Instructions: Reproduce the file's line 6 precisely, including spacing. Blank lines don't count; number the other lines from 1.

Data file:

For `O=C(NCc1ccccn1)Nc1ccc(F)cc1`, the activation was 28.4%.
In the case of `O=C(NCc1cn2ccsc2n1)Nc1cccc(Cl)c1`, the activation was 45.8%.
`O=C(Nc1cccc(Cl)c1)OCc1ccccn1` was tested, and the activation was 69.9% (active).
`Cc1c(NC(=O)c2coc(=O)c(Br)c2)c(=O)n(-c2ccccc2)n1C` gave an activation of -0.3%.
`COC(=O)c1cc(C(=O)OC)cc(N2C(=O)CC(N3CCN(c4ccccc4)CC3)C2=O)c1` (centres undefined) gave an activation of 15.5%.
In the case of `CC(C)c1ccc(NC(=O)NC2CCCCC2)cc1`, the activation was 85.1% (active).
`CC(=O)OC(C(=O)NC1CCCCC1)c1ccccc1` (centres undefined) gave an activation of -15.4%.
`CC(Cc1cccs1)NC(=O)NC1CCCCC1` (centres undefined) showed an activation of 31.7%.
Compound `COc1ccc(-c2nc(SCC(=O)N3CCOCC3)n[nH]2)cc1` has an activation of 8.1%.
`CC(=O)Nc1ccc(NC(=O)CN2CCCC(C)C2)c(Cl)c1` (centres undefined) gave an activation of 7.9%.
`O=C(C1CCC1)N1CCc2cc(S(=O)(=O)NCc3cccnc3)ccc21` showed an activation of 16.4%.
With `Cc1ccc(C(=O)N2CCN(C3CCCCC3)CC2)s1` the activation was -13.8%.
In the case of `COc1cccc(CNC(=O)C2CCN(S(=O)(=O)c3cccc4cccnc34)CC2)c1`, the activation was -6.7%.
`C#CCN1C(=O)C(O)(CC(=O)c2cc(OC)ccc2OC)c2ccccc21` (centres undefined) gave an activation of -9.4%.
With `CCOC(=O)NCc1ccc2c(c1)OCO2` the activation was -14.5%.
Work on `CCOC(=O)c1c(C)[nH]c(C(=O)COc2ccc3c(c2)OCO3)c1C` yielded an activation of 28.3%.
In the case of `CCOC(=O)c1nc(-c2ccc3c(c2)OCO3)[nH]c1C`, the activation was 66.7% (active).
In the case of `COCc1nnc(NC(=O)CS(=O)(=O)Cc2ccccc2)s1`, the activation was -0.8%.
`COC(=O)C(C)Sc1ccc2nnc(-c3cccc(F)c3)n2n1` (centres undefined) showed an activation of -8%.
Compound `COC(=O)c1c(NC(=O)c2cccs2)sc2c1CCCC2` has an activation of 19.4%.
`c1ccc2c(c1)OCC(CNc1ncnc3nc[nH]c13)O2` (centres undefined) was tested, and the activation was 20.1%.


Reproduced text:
In the case of `CC(C)c1ccc(NC(=O)NC2CCCCC2)cc1`, the activation was 85.1% (active).